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Association of muscle lipidomic profile with high-fat diet-induced insulin resistance across five mouse strains

Abstract

Different mouse strains exhibit variation in their inherent propensities to develop metabolic disease. We recently showed that C57BL6, 129X1, DBA/2 and FVB/N mice are all susceptible to high-fat diet-induced glucose intolerance, while BALB/c mice are relatively protected, despite changes in many factors linked with insulin resistance. One parameter strongly linked with insulin resistance is ectopic lipid accumulation, especially metabolically active ceramides and diacylglycerols (DAG). This study examined diet-induced changes in the skeletal muscle lipidome across these five mouse strains. High-fat feeding increased total muscle triacylglycerol (TAG) content, with elevations in similar triacylglycerol species observed for all strains. There were also generally consistent changes across strains in the abundance of different phospholipid (PL) classes and the fatty acid profile of phospholipid molecular species, with the exception being a strain-specific difference in phospholipid species containing two polyunsaturated fatty acyl chains in BALB/c mice (i.e. a diet-induced decrease in the other four strains, but no change in BALB/c mice). In contrast to TAG and PL, the high-fat diet had a minor influence on DAG and ceramide species across all strains. These results suggest that widespread alterations in muscle lipids are unlikely a major contributors to the favourable metabolic profile of BALB/c mice and rather there is a relatively conserved high-fat diet response in muscle of most mouse strains.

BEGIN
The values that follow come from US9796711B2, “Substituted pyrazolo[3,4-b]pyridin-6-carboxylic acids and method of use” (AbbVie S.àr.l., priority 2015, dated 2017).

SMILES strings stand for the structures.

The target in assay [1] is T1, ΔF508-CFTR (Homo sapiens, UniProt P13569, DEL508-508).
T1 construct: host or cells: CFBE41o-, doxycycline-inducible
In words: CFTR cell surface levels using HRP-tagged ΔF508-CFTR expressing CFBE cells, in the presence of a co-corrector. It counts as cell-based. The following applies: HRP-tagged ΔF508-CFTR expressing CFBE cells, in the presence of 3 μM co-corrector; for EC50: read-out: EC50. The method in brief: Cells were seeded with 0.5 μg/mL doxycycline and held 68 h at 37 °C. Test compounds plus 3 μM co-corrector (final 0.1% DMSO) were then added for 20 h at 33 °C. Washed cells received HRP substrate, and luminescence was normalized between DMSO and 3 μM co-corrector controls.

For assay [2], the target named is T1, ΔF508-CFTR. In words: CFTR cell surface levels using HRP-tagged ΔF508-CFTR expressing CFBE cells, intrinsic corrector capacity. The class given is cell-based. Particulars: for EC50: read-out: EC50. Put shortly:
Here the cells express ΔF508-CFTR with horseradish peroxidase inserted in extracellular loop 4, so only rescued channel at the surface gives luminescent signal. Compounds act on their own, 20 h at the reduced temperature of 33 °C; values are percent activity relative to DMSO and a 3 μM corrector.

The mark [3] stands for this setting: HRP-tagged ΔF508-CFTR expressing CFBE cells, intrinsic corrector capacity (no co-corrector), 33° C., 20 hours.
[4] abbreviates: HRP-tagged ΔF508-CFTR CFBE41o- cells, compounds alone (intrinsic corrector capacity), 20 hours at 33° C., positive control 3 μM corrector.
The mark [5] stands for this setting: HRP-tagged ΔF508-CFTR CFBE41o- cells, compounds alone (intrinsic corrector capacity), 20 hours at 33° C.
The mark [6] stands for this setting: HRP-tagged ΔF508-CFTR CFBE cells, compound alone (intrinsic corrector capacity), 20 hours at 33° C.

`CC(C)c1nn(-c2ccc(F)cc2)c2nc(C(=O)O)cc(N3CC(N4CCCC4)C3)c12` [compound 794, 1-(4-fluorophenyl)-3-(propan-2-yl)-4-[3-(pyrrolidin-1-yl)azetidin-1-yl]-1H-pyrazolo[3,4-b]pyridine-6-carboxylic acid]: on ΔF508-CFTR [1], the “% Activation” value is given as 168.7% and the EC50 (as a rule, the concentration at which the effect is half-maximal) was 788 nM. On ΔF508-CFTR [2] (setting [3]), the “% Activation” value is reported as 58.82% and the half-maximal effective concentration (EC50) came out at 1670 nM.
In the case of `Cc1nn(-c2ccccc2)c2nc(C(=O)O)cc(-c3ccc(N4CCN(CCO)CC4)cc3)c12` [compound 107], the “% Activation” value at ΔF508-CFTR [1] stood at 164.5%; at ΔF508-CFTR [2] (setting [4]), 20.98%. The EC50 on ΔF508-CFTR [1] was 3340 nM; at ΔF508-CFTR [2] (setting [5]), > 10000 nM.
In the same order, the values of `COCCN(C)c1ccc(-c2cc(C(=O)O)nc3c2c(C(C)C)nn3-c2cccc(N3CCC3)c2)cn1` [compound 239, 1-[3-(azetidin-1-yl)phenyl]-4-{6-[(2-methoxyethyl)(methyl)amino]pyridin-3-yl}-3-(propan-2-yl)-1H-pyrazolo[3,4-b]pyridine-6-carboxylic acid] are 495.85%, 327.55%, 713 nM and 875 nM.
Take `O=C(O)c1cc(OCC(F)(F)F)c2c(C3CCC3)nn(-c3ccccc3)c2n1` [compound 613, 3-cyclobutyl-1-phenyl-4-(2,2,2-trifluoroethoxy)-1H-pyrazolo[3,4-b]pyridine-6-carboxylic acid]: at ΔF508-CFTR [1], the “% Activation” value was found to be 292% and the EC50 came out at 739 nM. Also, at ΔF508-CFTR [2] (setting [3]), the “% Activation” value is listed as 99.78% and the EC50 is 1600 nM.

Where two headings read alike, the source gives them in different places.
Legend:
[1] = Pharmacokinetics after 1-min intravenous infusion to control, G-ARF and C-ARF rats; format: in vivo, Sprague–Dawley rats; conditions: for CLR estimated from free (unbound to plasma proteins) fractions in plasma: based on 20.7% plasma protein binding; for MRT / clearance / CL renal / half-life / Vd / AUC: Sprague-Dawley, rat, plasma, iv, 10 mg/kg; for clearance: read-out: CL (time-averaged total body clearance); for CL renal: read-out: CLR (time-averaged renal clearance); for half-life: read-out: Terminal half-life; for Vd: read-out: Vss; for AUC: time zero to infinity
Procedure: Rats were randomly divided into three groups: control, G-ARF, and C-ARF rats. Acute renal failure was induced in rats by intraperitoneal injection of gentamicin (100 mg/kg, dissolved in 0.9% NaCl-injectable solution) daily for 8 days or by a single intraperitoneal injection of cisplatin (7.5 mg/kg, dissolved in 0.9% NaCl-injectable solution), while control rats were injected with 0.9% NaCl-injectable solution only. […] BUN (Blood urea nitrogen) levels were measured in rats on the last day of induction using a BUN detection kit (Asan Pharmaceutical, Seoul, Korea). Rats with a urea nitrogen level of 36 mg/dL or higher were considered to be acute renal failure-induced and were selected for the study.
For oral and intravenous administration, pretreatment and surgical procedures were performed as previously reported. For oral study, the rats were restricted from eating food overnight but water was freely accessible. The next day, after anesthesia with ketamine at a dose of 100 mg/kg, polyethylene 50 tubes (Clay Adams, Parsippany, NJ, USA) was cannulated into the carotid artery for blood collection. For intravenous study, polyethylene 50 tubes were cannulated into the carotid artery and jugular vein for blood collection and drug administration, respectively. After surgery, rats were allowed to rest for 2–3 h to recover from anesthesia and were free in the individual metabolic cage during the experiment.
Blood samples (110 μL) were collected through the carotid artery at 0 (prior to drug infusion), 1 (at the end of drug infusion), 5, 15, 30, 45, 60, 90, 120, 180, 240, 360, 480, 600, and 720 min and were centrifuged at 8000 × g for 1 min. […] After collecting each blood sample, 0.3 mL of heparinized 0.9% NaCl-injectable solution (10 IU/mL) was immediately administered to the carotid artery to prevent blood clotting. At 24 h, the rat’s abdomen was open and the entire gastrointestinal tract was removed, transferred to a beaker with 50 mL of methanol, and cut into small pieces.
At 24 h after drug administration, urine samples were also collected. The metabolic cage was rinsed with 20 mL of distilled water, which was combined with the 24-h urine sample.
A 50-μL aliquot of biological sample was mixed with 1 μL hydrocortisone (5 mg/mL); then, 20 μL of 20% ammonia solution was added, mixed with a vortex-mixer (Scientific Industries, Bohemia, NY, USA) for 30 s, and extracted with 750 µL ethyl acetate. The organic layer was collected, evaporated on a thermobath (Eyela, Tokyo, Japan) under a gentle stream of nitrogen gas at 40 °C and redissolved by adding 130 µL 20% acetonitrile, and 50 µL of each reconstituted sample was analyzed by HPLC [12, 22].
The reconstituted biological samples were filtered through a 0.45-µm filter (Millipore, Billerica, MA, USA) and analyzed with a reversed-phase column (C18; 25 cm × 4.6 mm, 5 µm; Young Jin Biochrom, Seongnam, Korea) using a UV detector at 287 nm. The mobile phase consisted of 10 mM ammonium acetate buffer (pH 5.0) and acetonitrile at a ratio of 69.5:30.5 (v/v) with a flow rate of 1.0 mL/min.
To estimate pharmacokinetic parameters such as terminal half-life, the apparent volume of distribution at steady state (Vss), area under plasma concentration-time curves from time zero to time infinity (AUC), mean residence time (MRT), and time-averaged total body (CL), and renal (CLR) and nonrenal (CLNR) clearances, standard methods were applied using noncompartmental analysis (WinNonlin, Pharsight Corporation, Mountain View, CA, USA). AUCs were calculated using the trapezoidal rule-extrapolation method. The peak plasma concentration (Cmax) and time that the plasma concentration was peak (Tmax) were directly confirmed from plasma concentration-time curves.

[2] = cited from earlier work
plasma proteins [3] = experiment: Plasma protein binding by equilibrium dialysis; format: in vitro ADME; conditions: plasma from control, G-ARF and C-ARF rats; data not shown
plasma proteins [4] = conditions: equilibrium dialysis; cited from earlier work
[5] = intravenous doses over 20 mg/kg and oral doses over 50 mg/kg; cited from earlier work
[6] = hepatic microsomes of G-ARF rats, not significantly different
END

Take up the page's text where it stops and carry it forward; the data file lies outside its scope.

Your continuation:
Type Journal
ISBN 2045-2322 (Electronic) 2045-2322 (Linking)
Authors Montgomery, M. K.; Brown, S. H. J.; Mitchell, T. W.; Coster, A. C. F.; Cooney, G. J.; Turner, N.
Responsible Garvan Author Prof Gregory Cooney
Publisher Name Scientific Reports
Published Date 2017-10-24 00:00:00
Published Volume 7
Published Issue 1
Published Pages 13914
Status Published in-print
DOI 10.1038/s41598-017-14214-1
URL link to publisher's version https://www.ncbi.nlm.nih.gov/pubmed/29066734